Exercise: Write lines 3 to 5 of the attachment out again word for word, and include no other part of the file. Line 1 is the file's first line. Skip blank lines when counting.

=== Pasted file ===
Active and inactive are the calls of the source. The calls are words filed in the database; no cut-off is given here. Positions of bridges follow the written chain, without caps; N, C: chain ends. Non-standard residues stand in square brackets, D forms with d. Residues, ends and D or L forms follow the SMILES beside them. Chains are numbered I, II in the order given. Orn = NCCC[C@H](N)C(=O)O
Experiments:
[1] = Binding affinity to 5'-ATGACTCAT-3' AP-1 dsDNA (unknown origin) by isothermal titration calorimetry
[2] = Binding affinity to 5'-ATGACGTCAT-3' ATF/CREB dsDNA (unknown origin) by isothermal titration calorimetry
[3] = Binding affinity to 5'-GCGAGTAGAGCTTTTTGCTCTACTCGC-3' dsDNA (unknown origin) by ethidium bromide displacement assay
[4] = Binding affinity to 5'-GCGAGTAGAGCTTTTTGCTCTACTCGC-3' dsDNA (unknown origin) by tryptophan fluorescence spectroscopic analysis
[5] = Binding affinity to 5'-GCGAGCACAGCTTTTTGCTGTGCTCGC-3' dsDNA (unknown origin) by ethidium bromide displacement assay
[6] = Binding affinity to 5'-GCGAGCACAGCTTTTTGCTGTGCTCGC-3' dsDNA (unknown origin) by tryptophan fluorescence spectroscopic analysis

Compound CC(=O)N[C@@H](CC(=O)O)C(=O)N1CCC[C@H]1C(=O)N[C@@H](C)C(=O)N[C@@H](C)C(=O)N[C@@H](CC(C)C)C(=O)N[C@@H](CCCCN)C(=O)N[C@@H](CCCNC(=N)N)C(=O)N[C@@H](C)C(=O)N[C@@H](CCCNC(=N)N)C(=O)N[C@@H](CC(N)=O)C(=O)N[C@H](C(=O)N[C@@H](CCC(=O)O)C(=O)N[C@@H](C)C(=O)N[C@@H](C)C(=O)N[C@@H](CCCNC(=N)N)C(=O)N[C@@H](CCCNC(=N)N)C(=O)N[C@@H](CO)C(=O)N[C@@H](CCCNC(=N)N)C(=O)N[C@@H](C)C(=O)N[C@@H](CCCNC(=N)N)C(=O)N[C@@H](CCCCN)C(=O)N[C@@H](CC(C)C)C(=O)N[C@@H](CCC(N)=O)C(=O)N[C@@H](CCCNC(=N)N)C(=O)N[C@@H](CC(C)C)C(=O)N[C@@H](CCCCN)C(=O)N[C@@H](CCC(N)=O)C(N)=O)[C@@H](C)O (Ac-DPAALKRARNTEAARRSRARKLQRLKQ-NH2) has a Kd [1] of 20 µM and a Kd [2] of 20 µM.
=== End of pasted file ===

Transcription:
[1] = Binding affinity to 5'-ATGACTCAT-3' AP-1 dsDNA (unknown origin) by isothermal titration calorimetry
[2] = Binding affinity to 5'-ATGACGTCAT-3' ATF/CREB dsDNA (unknown origin) by isothermal titration calorimetry
[3] = Binding affinity to 5'-GCGAGTAGAGCTTTTTGCTCTACTCGC-3' dsDNA (unknown origin) by ethidium bromide displacement assay